The RCEP is the largest trade agreement in the world as measured by the gross domestic product (GDP) of its members – almost one-third of the world’s GDP. It comprises 15 Asian and Pacific nations: Australia, Brunei, Darussalam, Cambodia, China, Indonesia, Japan, the Republic of Korea, Laos, Malaysia, Myanmar, New Zealand, the Philippines, Singapore, Thailand and Viet Nam.

On 3 April, the Republic of the Philippines deposited its Instrument of Ratification of the RCEP Agreement to the Secretary-General of ASEAN.

The RCEP has already entered into force in Japan, Brunei Darussalam, Cambodia, Indonesia, Lao People’s Democratic Republic, Malaysia, Singapore, Thailand, Viet Nam, Australia, China, Republic of Korea and New Zealand. Myanmar is the last remaining country yet to ratify the trade deal.

The agreement encompasses several areas of cooperation, with tariff concessions a central principle. It will eliminate 90% of tariffs within the bloc, and these concessions are key in understanding the initial impacts of the RCEP on trade, both inside and outside the bloc.

Under the RCEP framework, trade liberalisation will be achieved through gradual tariff reductions, the report says. While many tariffs will be abolished immediately, others will be reduced gradually during a 20-year period.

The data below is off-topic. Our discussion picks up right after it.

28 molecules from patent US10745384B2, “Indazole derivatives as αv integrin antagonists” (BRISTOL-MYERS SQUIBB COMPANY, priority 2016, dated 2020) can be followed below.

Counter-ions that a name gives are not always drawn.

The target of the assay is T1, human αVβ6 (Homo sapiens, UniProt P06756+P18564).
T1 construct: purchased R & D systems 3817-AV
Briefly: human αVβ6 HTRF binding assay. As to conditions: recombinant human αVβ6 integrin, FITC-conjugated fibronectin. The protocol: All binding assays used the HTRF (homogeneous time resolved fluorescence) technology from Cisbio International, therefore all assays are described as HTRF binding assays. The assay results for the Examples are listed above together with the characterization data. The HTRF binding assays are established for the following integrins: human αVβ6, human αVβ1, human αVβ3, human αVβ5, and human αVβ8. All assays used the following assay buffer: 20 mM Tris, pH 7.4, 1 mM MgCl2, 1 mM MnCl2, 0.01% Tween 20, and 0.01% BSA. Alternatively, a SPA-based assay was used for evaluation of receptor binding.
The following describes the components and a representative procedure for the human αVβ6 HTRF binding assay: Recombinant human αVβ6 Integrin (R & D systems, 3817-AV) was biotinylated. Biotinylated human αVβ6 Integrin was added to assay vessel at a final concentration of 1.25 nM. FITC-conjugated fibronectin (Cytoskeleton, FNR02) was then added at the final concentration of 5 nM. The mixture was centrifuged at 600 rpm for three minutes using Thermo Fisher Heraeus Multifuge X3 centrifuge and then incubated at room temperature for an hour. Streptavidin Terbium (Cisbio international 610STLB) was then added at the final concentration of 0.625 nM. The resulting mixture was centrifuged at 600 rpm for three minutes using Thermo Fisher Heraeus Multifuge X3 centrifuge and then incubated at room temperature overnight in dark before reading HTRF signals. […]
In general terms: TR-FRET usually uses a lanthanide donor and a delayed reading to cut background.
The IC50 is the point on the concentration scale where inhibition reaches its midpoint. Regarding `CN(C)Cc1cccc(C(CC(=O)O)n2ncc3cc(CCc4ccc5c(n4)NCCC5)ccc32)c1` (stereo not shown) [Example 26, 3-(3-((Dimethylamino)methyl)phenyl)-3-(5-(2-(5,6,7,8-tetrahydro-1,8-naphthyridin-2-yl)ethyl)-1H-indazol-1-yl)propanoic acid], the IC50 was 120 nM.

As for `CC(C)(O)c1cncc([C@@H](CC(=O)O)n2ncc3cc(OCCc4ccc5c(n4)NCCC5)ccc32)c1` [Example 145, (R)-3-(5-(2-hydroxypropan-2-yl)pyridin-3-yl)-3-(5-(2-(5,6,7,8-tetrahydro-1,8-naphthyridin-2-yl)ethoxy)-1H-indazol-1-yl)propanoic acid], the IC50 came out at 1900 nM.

The University of Delaware’s associate professor of apparel and fashion studies, Dr Sheng Lu, recently told Just Style that the Philippines is gradually diversifying its apparel export market, particularly by taking advantage of recently implemented trade agreements in the Asia-Pacific region.

He explained: “The Regional Comprehensive Economic Partnership (RCEP), which includes some of the largest Asian economies, accounted for 16.4% of the Philippines’ apparel exports in 2021, much higher than 5.7% back in 2010. In addition, a relatively more robust economic growth in Asia may result in potential new export opportunities for the Philippines and other apparel-exporting countries alike.”